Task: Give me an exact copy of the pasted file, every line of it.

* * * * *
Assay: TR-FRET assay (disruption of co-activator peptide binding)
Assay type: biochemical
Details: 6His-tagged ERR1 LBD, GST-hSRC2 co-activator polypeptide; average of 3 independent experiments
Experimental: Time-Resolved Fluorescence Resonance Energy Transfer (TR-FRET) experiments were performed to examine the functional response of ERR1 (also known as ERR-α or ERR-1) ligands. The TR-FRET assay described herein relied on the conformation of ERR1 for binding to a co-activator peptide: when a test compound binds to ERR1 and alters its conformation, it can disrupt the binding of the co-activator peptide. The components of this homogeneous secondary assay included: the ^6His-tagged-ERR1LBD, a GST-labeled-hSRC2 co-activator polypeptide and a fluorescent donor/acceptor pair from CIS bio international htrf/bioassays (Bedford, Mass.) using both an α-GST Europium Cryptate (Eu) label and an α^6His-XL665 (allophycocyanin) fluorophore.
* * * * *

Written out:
Assay: TR-FRET assay (disruption of co-activator peptide binding)
Assay type: biochemical
Details: 6His-tagged ERR1 LBD, GST-hSRC2 co-activator polypeptide; average of 3 independent experiments
Experimental: Time-Resolved Fluorescence Resonance Energy Transfer (TR-FRET) experiments were performed to examine the functional response of ERR1 (also known as ERR-α or ERR-1) ligands. The TR-FRET assay described herein relied on the conformation of ERR1 for binding to a co-activator peptide: when a test compound binds to ERR1 and alters its conformation, it can disrupt the binding of the co-activator peptide. The components of this homogeneous secondary assay included: the ^6His-tagged-ERR1LBD, a GST-labeled-hSRC2 co-activator polypeptide and a fluorescent donor/acceptor pair from CIS bio international htrf/bioassays (Bedford, Mass.) using both an α-GST Europium Cryptate (Eu) label and an α^6His-XL665 (allophycocyanin) fluorophore.